Though the Digidestined’s emotional connections to their Digimon have consistently been depicted as the true source of the heroes’ strength, almost every Digimon series has involved massive arcs in which characters were tasked with discovering external power sources that represented key aspects of their personalities. The trope may be played out within genre fiction, but it’s a part of the Digimon franchise’s DNA that different creative teams have attempted to make their own over the years.
In Toei’s original Digimon Adventure from the late ‘90s, once the children fated to save the Digital World have bonded with their Digimon partners, the story put them on all a path of exploration driven by the search for tags and crests, special pieces of technology that would enable their monsters to evolve into even more powerful versions of themselves. In the original, the hunt for the legendary eight tags and crests made up a substantial part of the Digidestined’s adventures that took them all across the Digital World, tested their mettle, and padded out the series’ episode count quite nicely.
But things are drastically different in Toei’s new Digimon Adventure reboot, which keeps the bulk of the original series’ story while also updating it by setting it in the present day.
Much like Digimon Universe: App Monsters did before it, the Digimon Adventure reboot uses some basic realities about the modern world to heighten the stakes around the Digidestined’s battles in the Digital World. Because the reboot’s Digidestined are all kids born in the thick of our current internet-defined age, their base level familiarity with how information systems function in the real world is much more advanced.
Though most of their fights may take place in the Digital World or in the internet itself, the Digidestined realize that actions in digital spaces have material consequences in the real world. When swarms of Digimon interfere with the GPS systems of the world’s shipping industry, for example, the shipping freighters that rely on them for navigation are left with no way to know whether they’re in danger of crashing into one another or the nearest shore.
While this dynamic was present to varying extents in the original series, here it’s heightened in a way that gives the Digidestined’s adventures an added gravity because the reboot has kept the group’s ties to the real world far stronger. By splitting the team up early on and having some of the kids stay in the real world while both groups stay in contact with one another, the reboot highlights that the Digidestined are all aware of how important their mission is for both worlds.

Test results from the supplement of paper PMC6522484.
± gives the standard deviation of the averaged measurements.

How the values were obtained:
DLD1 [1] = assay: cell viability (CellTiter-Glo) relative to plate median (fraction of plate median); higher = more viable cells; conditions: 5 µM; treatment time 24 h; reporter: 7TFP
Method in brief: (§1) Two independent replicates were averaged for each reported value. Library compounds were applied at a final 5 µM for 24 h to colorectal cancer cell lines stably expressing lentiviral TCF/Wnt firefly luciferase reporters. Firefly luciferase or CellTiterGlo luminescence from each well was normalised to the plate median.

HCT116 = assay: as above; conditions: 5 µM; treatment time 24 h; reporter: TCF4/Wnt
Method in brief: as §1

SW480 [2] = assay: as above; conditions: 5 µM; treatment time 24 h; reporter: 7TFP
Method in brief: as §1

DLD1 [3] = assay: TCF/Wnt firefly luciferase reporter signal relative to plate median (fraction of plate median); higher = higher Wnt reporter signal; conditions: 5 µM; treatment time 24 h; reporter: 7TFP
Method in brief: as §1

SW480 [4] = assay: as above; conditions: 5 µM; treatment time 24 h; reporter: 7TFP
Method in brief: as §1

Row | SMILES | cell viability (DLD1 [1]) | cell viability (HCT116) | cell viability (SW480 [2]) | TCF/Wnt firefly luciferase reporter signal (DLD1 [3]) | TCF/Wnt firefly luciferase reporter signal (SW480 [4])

All of this has been borne out somewhat gradually in the reboot’s first season, but the biggest change that the show ushered in actually came rather early way back in episode two, “War Game,” a story that aped some of the more significant moments from the second Digimon movie, “Our War Game.” Though the Digidestined were all still quite new to the world of Digimon at that point, the episode introduced Omnimon, the iconic fusion of two mega-level Digimon that, at that point, hadn’t been explained in context in a way that conveyed how big a deal Omnimon’s arrival was in the movies.
Unlike Pokémon, whose permanent evolution come from gaining experience through battles, “Digivolution” is most often depicted as a temporary response to immediate danger. Most Digimon can only push themselves to higher levels with the assistance of skilled humans who understand them.
“War Game” was the first indication that the reboot’s story would only map onto the original’s but so closely. But as the season has progressed, Digimon Adventure’s only continued to fast-track the Digimon’s growth in ways that completely do away with the old tag and crest lore that was first made a crucial part of the original. Instead of wandering around the Digital World tracking down two pieces of tech and then learning how to make them work—arcs that typically took multiple episodes to play out back in the ‘90s—basically all of the Digidestined in the reboot have already managed to get their Digimon to the Ultimate level (the third highest most Digimon reach) before the show’s even gotten around to fully explaining what its villains big plan is.
Even though it initially seems odd that Digimon Adventure’s creative team would rush into what old school fans might consider endgame territory, the choice has come to make a lot more sense with time. By shucking off some of its own old surface level lore, the show’s freed itself up to spend time on the weirder, more complicated mythos that makes more sense the more familiar you are with the franchise as a whole.
In place of the many episodes some might consider filler that focused more of the kids’ journey from File Island to the Server Continent, the reboot’s instead delved into the existence of holy, god-like Digimon and their dark counterparts who seek to control them. The Digidestined all know that they aren’t just fighting to keep their friends safe, but rather are protecting the world from collapsing on itself whenever massive disruptions in digital services occur.
What’s most exciting now as the mysterious eighth child’s being brought into the mix properly is the Digimon Adventure reboot’s got almost all of its major players on the table and damn-near fully powered up before the real battles have even properly begun. As drastically different as the Digimon Adventure reboot was at its start and has consistently continued to be, it’s difficult to imagine that the story’s going to shift closer to the source material in its second half, meaning that we’re likely going to see even more new plot twists that shake things up in riveting ways.
Digimon Adventure is now streaming on VRV.
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